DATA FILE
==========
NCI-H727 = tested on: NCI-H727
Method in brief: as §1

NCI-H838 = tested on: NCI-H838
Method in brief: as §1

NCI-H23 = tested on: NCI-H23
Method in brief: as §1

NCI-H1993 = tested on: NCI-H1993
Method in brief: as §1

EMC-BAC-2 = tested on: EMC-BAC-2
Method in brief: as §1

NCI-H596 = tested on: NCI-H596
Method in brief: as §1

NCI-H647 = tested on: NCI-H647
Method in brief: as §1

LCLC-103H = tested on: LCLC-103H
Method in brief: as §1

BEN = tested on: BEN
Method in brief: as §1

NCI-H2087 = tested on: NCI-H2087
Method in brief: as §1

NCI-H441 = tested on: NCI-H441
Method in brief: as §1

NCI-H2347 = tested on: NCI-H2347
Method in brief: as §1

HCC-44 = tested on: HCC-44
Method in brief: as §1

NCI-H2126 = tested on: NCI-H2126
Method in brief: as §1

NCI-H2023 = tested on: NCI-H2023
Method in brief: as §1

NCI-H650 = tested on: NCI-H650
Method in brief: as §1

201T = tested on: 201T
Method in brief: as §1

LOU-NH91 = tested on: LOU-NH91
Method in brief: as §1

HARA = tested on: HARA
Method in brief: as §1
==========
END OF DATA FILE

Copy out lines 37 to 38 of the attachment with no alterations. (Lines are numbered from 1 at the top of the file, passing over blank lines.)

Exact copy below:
HARA = tested on: HARA
Method in brief: as §1